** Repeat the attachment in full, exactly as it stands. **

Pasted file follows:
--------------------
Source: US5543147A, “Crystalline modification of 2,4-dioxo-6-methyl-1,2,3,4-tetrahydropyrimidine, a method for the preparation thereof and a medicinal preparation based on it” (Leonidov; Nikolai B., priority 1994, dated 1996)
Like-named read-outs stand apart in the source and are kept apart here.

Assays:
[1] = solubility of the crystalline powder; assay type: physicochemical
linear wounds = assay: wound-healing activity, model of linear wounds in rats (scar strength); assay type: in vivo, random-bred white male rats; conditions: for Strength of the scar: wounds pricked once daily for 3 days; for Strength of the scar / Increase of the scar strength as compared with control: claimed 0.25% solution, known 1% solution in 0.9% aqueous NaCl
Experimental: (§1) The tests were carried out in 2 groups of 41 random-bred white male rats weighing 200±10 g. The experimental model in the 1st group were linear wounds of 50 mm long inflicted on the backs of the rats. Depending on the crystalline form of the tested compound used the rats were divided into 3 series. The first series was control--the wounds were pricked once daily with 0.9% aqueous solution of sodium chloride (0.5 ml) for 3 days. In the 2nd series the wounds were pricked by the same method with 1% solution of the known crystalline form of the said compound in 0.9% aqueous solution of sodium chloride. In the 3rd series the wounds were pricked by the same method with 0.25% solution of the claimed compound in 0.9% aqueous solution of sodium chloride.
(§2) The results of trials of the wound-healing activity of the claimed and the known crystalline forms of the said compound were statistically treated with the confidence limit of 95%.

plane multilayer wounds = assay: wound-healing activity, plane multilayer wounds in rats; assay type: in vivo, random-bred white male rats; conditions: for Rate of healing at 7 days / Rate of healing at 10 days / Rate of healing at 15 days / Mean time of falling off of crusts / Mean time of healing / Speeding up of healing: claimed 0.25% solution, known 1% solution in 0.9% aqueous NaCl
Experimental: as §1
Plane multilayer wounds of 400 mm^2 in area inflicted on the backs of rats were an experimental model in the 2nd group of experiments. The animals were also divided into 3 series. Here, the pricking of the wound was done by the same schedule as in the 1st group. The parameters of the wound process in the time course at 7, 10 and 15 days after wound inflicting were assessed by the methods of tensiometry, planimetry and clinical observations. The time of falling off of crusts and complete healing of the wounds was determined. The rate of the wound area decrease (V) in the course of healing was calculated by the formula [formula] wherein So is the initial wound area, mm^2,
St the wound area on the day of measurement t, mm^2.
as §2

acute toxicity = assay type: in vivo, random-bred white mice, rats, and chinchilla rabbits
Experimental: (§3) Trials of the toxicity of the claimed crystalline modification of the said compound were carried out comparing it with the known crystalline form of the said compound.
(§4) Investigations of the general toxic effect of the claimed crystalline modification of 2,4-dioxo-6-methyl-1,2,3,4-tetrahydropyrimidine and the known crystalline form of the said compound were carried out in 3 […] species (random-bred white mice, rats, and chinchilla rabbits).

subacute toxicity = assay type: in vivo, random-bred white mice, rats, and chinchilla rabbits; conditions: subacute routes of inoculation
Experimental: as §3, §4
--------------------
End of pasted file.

Source: US5543147A, “Crystalline modification of 2,4-dioxo-6-methyl-1,2,3,4-tetrahydropyrimidine, a method for the preparation thereof and a medicinal preparation based on it” (Leonidov; Nikolai B., priority 1994, dated 1996)
Like-named read-outs stand apart in the source and are kept apart here.

Assays:
[1] = solubility of the crystalline powder; assay type: physicochemical
linear wounds = assay: wound-healing activity, model of linear wounds in rats (scar strength); assay type: in vivo, random-bred white male rats; conditions: for Strength of the scar: wounds pricked once daily for 3 days; for Strength of the scar / Increase of the scar strength as compared with control: claimed 0.25% solution, known 1% solution in 0.9% aqueous NaCl
Experimental: (§1) The tests were carried out in 2 groups of 41 random-bred white male rats weighing 200±10 g. The experimental model in the 1st group were linear wounds of 50 mm long inflicted on the backs of the rats. Depending on the crystalline form of the tested compound used the rats were divided into 3 series. The first series was control--the wounds were pricked once daily with 0.9% aqueous solution of sodium chloride (0.5 ml) for 3 days. In the 2nd series the wounds were pricked by the same method with 1% solution of the known crystalline form of the said compound in 0.9% aqueous solution of sodium chloride. In the 3rd series the wounds were pricked by the same method with 0.25% solution of the claimed compound in 0.9% aqueous solution of sodium chloride.
(§2) The results of trials of the wound-healing activity of the claimed and the known crystalline forms of the said compound were statistically treated with the confidence limit of 95%.

plane multilayer wounds = assay: wound-healing activity, plane multilayer wounds in rats; assay type: in vivo, random-bred white male rats; conditions: for Rate of healing at 7 days / Rate of healing at 10 days / Rate of healing at 15 days / Mean time of falling off of crusts / Mean time of healing / Speeding up of healing: claimed 0.25% solution, known 1% solution in 0.9% aqueous NaCl
Experimental: as §1
Plane multilayer wounds of 400 mm^2 in area inflicted on the backs of rats were an experimental model in the 2nd group of experiments. The animals were also divided into 3 series. Here, the pricking of the wound was done by the same schedule as in the 1st group. The parameters of the wound process in the time course at 7, 10 and 15 days after wound inflicting were assessed by the methods of tensiometry, planimetry and clinical observations. The time of falling off of crusts and complete healing of the wounds was determined. The rate of the wound area decrease (V) in the course of healing was calculated by the formula [formula] wherein So is the initial wound area, mm^2,
St the wound area on the day of measurement t, mm^2.
as §2

acute toxicity = assay type: in vivo, random-bred white mice, rats, and chinchilla rabbits
Experimental: (§3) Trials of the toxicity of the claimed crystalline modification of the said compound were carried out comparing it with the known crystalline form of the said compound.
(§4) Investigations of the general toxic effect of the claimed crystalline modification of 2,4-dioxo-6-methyl-1,2,3,4-tetrahydropyrimidine and the known crystalline form of the said compound were carried out in 3 […] species (random-bred white mice, rats, and chinchilla rabbits).

subacute toxicity = assay type: in vivo, random-bred white mice, rats, and chinchilla rabbits; conditions: subacute routes of inoculation
Experimental: as §3, §4